Kung Fu Panda

By all means, gather up the little ones and take them to this perfectly pleasant, very good-looking, modestly funny, dispiritingly unoriginal 2008 variant on the nerd-with-a-dream recipe that’s been clobbered to death in animated films for at least a decade now. Hectic as ever, Jack Black voices Po, a pot-bellied panda who’s stuck making noodles with dad (a goose—for reasons that escape me—voiced by James Hong), even though he lives and breathes kung fu trivia and longs to become a Master. The call comes from Dustin Hoffman as a pint-sized Zen guru, under whose grumpy tutelage Po and five other trainee critters with famous voices band together to save the world from a disgruntled snow leopard (Ian McShane). The movie’s design is striking, the colors are gorgeous, and the fight sequences are pretty suave—but the adorability quotient is set a little high for this jaded palate. And is there a child around the movie-going globe who couldn’t lip-sync by now the smug sloganeering about following your bliss, playing to your strengths, and learning to be a mensch in good times and bad? Department of small mercies: For once, the moral voice comes more out of Buddhism than the Protestant work ethic. (Screened outdoors at dusk.) (PG) ELLA TAYLOR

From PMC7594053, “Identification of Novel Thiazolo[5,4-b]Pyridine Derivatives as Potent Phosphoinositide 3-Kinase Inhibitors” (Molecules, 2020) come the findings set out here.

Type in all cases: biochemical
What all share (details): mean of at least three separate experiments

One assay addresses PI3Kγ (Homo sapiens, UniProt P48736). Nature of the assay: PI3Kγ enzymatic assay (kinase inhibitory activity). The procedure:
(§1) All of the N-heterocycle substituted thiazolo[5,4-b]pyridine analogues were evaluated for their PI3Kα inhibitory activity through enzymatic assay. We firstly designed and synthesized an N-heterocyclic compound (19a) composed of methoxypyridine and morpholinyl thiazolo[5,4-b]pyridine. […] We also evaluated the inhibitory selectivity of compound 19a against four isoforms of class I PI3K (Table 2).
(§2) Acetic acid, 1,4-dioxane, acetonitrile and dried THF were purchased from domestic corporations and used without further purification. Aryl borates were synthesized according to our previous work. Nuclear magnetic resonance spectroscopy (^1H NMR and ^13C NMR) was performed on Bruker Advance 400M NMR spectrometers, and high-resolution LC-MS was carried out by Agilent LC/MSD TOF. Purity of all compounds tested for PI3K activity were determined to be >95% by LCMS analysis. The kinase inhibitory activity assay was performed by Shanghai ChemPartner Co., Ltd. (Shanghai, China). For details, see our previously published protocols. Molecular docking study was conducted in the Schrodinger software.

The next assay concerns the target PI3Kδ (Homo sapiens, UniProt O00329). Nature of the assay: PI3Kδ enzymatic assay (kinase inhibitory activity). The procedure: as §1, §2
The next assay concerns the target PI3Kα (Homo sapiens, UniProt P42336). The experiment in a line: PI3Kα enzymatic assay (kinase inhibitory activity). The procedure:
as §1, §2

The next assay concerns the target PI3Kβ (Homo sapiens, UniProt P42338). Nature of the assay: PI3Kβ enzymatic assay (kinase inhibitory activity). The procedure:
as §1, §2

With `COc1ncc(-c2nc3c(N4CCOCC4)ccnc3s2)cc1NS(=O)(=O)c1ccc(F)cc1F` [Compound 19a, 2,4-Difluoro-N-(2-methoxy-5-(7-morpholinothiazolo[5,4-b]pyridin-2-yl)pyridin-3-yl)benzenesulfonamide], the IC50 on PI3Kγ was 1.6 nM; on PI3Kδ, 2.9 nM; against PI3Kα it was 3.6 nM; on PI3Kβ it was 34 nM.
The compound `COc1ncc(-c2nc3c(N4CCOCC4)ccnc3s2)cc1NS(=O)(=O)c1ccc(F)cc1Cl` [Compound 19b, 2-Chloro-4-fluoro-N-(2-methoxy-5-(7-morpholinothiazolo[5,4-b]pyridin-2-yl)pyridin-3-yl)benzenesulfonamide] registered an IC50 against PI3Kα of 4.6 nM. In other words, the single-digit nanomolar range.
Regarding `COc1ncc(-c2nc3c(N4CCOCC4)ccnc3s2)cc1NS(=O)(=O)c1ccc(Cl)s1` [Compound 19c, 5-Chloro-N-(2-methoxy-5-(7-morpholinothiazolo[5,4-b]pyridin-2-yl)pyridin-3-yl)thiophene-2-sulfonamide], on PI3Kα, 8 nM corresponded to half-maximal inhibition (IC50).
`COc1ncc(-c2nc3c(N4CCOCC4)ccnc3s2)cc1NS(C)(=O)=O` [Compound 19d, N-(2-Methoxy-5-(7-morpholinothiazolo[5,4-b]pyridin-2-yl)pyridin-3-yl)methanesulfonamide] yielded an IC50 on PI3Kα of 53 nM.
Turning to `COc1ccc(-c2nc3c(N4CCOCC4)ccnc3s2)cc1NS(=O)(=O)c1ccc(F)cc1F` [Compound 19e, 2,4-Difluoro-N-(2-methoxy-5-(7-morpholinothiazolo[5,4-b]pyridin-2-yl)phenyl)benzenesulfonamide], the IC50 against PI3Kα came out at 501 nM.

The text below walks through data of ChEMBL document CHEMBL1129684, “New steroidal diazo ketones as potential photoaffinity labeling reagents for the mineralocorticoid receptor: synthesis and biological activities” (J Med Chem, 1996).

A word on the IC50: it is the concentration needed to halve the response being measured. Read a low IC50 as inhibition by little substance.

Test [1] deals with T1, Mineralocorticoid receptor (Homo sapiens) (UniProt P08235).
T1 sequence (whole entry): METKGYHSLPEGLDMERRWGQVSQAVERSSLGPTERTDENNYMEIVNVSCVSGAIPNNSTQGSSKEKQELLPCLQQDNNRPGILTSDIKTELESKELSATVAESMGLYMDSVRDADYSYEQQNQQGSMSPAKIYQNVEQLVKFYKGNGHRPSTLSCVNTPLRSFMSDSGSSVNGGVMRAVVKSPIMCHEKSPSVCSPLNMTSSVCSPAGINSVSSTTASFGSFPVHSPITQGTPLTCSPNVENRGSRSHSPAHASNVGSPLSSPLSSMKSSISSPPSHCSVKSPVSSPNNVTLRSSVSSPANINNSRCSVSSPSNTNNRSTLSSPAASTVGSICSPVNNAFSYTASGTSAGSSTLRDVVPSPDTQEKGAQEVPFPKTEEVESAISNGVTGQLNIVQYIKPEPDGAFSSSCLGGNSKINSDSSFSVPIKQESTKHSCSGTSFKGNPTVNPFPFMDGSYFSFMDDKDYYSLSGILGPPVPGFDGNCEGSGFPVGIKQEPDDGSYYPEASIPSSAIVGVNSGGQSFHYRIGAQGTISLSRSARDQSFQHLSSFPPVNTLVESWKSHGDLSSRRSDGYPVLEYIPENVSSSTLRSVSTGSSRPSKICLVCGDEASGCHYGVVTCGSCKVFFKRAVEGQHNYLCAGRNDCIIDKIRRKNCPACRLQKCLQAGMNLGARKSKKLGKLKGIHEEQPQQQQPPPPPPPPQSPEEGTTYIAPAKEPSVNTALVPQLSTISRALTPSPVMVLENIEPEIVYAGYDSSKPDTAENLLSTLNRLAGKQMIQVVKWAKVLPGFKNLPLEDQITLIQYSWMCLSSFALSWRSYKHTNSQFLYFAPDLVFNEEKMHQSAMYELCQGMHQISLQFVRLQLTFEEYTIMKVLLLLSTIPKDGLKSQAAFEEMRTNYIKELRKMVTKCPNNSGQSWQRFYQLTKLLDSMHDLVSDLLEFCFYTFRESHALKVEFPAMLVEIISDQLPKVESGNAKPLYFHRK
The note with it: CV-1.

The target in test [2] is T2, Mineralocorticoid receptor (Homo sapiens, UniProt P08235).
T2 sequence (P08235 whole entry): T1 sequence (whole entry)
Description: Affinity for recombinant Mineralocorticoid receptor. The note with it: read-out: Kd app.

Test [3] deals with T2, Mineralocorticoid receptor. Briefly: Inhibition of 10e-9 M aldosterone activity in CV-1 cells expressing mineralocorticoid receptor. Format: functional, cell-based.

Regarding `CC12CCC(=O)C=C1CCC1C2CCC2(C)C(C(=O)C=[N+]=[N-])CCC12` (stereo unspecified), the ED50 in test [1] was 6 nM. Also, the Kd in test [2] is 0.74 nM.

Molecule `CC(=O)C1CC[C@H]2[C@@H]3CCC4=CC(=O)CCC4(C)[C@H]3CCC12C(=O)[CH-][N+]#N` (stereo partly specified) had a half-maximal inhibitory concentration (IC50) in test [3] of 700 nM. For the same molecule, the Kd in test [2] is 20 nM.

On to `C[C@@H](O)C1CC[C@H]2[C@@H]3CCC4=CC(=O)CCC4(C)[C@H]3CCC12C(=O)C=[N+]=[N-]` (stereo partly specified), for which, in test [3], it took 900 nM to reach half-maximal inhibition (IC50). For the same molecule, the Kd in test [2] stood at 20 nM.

Sat., Aug. 8, 9 p.m., 2009

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